From days of mobilization to long debates, the pension reform is causing upheaval in our society and the French are contesting these controversial decisions by the government. However, during the debate on the pension reform held in the Social Affairs Committee of the National Assembly, the deputies voted in favor of a lowering of the CSG rate. Good news at the heart of anger, which will benefit some retirees. Will you be affected by this drop in the CSG?
Created by the finance law and included in the social security code, the generalized social contribution (CSG) concerns all the income of people residing in France. It is deducted from income from activities such as salaries or bonuses, replacement income such as retirement pensions or income from assets. In most cases, the CSG is deducted at source, excluding social and family benefits. It thus serves to diversify the method of financing social protection and its yield is estimated at around 100 billion euros each year.
When you are retired, the CSG rate varies according to your income. For 2023, for example, all the thresholds were reviewed on January 1 and raised by 1.6%. This percentage is calculated according to the consumer prices, recorded for the penultimate year, namely 2021. This year, the different rates therefore vary from 0 to 8.3%, according to your income. Their evolution can thus sign a CSG rate reassessed upwards or downwards. The recent vote of the deputies, during the social affairs commission of the National Assembly, will undoubtedly come to redistribute the cards on the rates in force.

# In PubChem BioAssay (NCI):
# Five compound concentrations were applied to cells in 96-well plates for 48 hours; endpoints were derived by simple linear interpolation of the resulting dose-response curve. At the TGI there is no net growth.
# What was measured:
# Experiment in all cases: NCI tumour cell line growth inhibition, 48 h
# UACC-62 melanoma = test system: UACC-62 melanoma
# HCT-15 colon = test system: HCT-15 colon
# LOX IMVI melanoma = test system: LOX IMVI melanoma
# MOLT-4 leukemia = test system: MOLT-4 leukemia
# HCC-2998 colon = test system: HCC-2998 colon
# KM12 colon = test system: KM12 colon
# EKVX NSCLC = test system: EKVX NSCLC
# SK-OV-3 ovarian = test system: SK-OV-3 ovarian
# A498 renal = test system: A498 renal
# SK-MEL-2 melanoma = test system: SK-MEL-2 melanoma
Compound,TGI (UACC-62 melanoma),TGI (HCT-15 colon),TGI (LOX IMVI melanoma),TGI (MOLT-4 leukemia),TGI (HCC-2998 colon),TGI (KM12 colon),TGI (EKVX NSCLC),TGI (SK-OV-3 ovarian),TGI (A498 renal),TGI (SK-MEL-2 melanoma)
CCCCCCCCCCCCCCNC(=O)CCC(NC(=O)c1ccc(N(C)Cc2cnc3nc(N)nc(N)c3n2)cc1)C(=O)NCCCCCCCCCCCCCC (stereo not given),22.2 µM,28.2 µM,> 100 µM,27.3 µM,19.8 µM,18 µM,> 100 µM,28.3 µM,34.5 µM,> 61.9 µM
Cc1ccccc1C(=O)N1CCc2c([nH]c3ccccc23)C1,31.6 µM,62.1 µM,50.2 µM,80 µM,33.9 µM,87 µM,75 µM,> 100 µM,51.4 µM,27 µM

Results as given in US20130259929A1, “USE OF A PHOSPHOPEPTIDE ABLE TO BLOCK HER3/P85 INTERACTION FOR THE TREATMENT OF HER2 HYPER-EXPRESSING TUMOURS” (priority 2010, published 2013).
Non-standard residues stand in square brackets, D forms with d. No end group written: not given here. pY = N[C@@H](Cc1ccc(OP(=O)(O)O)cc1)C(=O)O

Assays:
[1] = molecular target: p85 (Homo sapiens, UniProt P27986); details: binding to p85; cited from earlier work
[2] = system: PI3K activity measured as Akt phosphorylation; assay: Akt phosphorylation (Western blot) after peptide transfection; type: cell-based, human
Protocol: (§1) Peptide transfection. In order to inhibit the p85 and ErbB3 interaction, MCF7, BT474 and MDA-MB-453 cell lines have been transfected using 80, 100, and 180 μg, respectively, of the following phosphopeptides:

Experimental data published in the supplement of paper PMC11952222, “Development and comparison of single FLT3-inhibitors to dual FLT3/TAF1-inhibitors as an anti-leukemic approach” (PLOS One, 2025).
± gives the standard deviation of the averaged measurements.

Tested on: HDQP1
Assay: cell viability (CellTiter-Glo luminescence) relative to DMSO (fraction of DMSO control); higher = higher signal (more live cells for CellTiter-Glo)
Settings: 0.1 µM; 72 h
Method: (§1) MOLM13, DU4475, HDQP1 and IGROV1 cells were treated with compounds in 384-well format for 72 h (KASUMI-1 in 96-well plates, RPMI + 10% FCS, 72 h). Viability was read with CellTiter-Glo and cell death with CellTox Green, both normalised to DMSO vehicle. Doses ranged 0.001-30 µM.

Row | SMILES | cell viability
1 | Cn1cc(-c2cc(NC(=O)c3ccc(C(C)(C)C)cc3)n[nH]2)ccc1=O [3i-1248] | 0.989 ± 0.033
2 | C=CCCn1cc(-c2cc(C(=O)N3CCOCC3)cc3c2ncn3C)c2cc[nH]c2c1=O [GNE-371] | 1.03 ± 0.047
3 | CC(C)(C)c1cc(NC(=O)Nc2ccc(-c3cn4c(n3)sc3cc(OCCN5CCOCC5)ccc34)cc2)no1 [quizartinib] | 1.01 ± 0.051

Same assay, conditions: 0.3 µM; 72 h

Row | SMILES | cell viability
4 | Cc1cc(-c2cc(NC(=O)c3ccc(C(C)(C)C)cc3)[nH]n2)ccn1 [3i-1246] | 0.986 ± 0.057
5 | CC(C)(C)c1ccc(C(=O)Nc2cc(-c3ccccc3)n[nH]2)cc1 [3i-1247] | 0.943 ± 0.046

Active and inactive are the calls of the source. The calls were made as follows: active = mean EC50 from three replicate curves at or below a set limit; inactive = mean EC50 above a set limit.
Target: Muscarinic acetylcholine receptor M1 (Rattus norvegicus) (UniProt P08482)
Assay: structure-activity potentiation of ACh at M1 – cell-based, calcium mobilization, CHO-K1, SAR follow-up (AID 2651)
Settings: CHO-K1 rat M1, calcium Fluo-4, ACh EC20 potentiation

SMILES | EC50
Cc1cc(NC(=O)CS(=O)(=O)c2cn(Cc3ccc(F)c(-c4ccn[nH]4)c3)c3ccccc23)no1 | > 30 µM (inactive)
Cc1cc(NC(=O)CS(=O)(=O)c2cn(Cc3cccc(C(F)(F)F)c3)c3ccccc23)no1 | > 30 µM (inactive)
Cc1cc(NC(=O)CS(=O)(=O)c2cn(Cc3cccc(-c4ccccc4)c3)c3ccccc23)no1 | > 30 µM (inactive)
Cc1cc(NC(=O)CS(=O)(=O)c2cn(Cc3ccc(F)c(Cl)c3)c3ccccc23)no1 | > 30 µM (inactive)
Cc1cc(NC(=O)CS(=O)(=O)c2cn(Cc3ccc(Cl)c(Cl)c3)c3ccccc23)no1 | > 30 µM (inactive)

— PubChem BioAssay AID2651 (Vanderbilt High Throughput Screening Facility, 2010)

While the study of the bill on pension reform should not be able to end in time, the deputies voted in favor of an amendment on the rate of the CSG. Filed by Pierre Dharréville, deputy of the Democratic and Republican left, it aims to remove the CSG rate of 8.3% applied to certain retirees.
Established in 2018 by the government of Edouard Philippe, this rate was until then applied to all retirees whose reference income exceeded 23,564 euros per year, or 1,963 euros gross annually. In the context of this amendment, we are not talking about a complete exemption from the CSG, but rather a return to the classic rate, also called the “median rate”, set at 6.3%.
As Capital reports, Pierre Dharréville wanted to relieve retirees living alone, whose reference income exceeds 23,564 euros per year. He thus asked the commission to “agree to reconsider a measure that the Prime Minister at the time had considered a mistake”. Indeed, this decision taken by the government of Edouard Philippe had greatly fueled the anger of the Yellow Vests in 2018, which had forced the executive to review its copy on pensions between 1200 and 2000 euros per month.
Even if the deputies voted for this measure, the rapporteur of the text Stéphanie Rist, of the Renaissance movement, issued an unfavorable opinion on it. If the amendment is adopted, it is not certain that the text will in turn be adopted. After a visit to the National Assembly, he will have to convince a majority which remains opposed to this proposal and it is not, for the moment, recorded that this reduction will be effective soon. Future debates will be able to decide on this question between now and the study of the text, scheduled in the Hemicycle from February 6.